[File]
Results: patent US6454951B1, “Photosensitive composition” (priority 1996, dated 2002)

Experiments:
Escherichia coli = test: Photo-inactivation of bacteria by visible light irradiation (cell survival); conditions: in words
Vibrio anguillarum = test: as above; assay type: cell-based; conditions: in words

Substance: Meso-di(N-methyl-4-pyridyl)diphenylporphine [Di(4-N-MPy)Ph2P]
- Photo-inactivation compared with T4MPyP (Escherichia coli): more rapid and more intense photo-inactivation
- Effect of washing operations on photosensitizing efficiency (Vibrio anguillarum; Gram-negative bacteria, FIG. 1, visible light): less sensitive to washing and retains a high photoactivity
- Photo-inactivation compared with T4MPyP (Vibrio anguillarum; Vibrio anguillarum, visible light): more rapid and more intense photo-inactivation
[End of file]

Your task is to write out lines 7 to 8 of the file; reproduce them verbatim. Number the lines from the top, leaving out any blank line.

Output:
- Effect of washing operations on photosensitizing efficiency (Vibrio anguillarum; Gram-negative bacteria, FIG. 1, visible light): less sensitive to washing and retains a high photoactivity
- Photo-inactivation compared with T4MPyP (Vibrio anguillarum; Vibrio anguillarum, visible light): more rapid and more intense photo-inactivation